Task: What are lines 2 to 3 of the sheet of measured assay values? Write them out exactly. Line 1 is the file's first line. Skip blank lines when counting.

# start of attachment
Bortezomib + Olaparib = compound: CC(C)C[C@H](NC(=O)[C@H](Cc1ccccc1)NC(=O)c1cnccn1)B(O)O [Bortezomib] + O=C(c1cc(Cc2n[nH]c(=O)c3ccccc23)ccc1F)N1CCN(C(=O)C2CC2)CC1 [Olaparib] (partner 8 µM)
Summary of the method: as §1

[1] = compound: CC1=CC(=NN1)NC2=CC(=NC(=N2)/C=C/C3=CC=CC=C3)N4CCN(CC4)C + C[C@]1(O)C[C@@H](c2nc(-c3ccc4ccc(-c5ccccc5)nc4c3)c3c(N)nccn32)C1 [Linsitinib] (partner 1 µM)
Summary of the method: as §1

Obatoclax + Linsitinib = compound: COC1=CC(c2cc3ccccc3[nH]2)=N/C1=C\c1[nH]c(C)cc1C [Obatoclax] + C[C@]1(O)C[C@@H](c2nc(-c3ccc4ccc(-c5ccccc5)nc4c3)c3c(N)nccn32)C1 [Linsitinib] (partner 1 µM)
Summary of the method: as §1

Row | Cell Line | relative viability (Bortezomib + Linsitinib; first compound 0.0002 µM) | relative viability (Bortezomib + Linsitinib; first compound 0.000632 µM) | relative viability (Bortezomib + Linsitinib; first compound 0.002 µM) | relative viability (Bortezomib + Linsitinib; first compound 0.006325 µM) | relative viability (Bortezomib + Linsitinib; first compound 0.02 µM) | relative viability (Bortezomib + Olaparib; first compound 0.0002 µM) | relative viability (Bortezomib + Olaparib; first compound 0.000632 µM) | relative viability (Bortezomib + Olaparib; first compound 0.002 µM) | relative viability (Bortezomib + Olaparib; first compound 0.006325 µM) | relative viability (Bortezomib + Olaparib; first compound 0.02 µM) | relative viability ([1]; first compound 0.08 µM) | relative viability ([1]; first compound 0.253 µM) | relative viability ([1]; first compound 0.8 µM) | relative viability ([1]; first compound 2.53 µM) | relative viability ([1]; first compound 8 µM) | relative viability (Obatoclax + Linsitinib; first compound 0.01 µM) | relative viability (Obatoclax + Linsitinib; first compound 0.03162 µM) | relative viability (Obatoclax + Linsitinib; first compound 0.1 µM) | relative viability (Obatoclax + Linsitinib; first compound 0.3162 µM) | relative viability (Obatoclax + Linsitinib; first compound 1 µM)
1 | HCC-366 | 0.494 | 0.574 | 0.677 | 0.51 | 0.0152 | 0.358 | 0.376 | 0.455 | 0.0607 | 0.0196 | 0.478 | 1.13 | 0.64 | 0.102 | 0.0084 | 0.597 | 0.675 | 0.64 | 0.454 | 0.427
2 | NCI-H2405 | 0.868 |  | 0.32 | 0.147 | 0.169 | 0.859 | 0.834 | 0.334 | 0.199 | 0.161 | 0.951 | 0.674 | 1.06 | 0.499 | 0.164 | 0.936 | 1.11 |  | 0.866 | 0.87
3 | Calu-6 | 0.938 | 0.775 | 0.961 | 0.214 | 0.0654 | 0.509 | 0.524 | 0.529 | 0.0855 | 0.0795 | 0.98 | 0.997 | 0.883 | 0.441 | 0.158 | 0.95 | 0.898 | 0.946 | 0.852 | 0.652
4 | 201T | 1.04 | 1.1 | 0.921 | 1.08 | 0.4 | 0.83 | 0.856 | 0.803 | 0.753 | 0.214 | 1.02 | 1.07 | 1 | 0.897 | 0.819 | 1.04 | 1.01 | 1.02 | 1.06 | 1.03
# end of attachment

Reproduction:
Summary of the method: as §1

[1] = compound: CC1=CC(=NN1)NC2=CC(=NC(=N2)/C=C/C3=CC=CC=C3)N4CCN(CC4)C + C[C@]1(O)C[C@@H](c2nc(-c3ccc4ccc(-c5ccccc5)nc4c3)c3c(N)nccn32)C1 [Linsitinib] (partner 1 µM)